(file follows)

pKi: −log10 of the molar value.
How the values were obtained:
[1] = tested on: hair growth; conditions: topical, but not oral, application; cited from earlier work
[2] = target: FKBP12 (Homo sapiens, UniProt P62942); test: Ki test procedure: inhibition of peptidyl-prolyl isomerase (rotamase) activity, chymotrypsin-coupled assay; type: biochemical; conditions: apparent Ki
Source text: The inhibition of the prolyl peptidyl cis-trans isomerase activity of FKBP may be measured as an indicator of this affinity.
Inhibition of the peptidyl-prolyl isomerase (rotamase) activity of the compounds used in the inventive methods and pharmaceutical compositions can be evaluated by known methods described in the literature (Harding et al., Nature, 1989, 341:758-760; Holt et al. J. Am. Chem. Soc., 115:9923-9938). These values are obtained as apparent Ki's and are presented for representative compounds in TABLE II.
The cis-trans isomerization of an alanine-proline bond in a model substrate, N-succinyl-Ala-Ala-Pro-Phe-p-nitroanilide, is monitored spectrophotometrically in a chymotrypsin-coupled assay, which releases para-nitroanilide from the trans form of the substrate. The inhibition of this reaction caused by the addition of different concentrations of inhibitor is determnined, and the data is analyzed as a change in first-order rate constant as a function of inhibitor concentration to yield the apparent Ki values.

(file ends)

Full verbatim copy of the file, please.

pKi: −log10 of the molar value.
How the values were obtained:
[1] = tested on: hair growth; conditions: topical, but not oral, application; cited from earlier work
[2] = target: FKBP12 (Homo sapiens, UniProt P62942); test: Ki test procedure: inhibition of peptidyl-prolyl isomerase (rotamase) activity, chymotrypsin-coupled assay; type: biochemical; conditions: apparent Ki
Source text: The inhibition of the prolyl peptidyl cis-trans isomerase activity of FKBP may be measured as an indicator of this affinity.
Inhibition of the peptidyl-prolyl isomerase (rotamase) activity of the compounds used in the inventive methods and pharmaceutical compositions can be evaluated by known methods described in the literature (Harding et al., Nature, 1989, 341:758-760; Holt et al. J. Am. Chem. Soc., 115:9923-9938). These values are obtained as apparent Ki's and are presented for representative compounds in TABLE II.
The cis-trans isomerization of an alanine-proline bond in a model substrate, N-succinyl-Ala-Ala-Pro-Phe-p-nitroanilide, is monitored spectrophotometrically in a chymotrypsin-coupled assay, which releases para-nitroanilide from the trans form of the substrate. The inhibition of this reaction caused by the addition of different concentrations of inhibitor is determnined, and the data is analyzed as a change in first-order rate constant as a function of inhibitor concentration to yield the apparent Ki values.